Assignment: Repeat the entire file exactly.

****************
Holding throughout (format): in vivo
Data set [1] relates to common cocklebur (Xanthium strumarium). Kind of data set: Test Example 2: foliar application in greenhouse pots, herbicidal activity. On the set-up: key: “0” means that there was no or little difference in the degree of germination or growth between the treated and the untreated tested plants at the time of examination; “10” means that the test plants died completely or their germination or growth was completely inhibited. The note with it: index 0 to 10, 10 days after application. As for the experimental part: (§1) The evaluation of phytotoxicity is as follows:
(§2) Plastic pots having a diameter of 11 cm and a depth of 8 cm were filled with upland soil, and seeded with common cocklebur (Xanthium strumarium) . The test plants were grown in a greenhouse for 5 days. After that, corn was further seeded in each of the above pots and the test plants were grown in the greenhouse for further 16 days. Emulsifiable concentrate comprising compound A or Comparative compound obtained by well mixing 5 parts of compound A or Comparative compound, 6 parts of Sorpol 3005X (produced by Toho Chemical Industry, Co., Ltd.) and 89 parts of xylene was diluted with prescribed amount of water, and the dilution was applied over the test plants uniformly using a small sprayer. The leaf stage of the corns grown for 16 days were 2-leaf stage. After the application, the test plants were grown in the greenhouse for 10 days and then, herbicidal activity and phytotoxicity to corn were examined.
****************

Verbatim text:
Holding throughout (format): in vivo
Data set [1] relates to common cocklebur (Xanthium strumarium). Kind of data set: Test Example 2: foliar application in greenhouse pots, herbicidal activity. On the set-up: key: “0” means that there was no or little difference in the degree of germination or growth between the treated and the untreated tested plants at the time of examination; “10” means that the test plants died completely or their germination or growth was completely inhibited. The note with it: index 0 to 10, 10 days after application. As for the experimental part: (§1) The evaluation of phytotoxicity is as follows:
(§2) Plastic pots having a diameter of 11 cm and a depth of 8 cm were filled with upland soil, and seeded with common cocklebur (Xanthium strumarium) . The test plants were grown in a greenhouse for 5 days. After that, corn was further seeded in each of the above pots and the test plants were grown in the greenhouse for further 16 days. Emulsifiable concentrate comprising compound A or Comparative compound obtained by well mixing 5 parts of compound A or Comparative compound, 6 parts of Sorpol 3005X (produced by Toho Chemical Industry, Co., Ltd.) and 89 parts of xylene was diluted with prescribed amount of water, and the dilution was applied over the test plants uniformly using a small sprayer. The leaf stage of the corns grown for 16 days were 2-leaf stage. After the application, the test plants were grown in the greenhouse for 10 days and then, herbicidal activity and phytotoxicity to corn were examined.